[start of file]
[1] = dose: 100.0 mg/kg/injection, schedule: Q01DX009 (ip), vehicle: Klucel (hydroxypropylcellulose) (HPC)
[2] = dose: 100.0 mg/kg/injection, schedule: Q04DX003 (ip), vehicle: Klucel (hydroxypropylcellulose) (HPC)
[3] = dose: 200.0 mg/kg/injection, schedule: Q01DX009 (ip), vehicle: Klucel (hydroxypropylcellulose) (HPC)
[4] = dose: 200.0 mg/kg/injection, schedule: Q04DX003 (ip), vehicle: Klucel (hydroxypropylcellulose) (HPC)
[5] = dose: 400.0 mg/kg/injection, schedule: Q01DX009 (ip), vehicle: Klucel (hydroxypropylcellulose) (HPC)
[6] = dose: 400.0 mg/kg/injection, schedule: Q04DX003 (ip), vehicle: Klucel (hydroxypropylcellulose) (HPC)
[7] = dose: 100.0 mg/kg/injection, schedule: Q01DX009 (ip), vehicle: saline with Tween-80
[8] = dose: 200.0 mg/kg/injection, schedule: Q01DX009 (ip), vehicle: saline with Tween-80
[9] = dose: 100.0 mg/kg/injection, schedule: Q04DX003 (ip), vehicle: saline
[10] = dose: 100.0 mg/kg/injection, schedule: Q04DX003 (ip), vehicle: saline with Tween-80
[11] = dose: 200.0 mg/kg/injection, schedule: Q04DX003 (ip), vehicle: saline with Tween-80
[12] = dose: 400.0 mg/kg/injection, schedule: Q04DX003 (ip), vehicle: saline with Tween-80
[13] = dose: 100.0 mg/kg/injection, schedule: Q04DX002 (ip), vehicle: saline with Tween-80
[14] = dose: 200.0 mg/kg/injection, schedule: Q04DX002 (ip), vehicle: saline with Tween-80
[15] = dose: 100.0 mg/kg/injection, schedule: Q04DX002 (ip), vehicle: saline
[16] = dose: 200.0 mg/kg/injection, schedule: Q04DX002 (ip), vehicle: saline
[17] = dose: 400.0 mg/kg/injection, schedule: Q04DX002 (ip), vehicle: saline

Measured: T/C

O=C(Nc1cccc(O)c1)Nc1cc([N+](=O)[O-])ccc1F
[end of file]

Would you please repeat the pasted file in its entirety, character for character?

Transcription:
[1] = dose: 100.0 mg/kg/injection, schedule: Q01DX009 (ip), vehicle: Klucel (hydroxypropylcellulose) (HPC)
[2] = dose: 100.0 mg/kg/injection, schedule: Q04DX003 (ip), vehicle: Klucel (hydroxypropylcellulose) (HPC)
[3] = dose: 200.0 mg/kg/injection, schedule: Q01DX009 (ip), vehicle: Klucel (hydroxypropylcellulose) (HPC)
[4] = dose: 200.0 mg/kg/injection, schedule: Q04DX003 (ip), vehicle: Klucel (hydroxypropylcellulose) (HPC)
[5] = dose: 400.0 mg/kg/injection, schedule: Q01DX009 (ip), vehicle: Klucel (hydroxypropylcellulose) (HPC)
[6] = dose: 400.0 mg/kg/injection, schedule: Q04DX003 (ip), vehicle: Klucel (hydroxypropylcellulose) (HPC)
[7] = dose: 100.0 mg/kg/injection, schedule: Q01DX009 (ip), vehicle: saline with Tween-80
[8] = dose: 200.0 mg/kg/injection, schedule: Q01DX009 (ip), vehicle: saline with Tween-80
[9] = dose: 100.0 mg/kg/injection, schedule: Q04DX003 (ip), vehicle: saline
[10] = dose: 100.0 mg/kg/injection, schedule: Q04DX003 (ip), vehicle: saline with Tween-80
[11] = dose: 200.0 mg/kg/injection, schedule: Q04DX003 (ip), vehicle: saline with Tween-80
[12] = dose: 400.0 mg/kg/injection, schedule: Q04DX003 (ip), vehicle: saline with Tween-80
[13] = dose: 100.0 mg/kg/injection, schedule: Q04DX002 (ip), vehicle: saline with Tween-80
[14] = dose: 200.0 mg/kg/injection, schedule: Q04DX002 (ip), vehicle: saline with Tween-80
[15] = dose: 100.0 mg/kg/injection, schedule: Q04DX002 (ip), vehicle: saline
[16] = dose: 200.0 mg/kg/injection, schedule: Q04DX002 (ip), vehicle: saline
[17] = dose: 400.0 mg/kg/injection, schedule: Q04DX002 (ip), vehicle: saline

Measured: T/C

O=C(Nc1cccc(O)c1)Nc1cc([N+](=O)[O-])ccc1F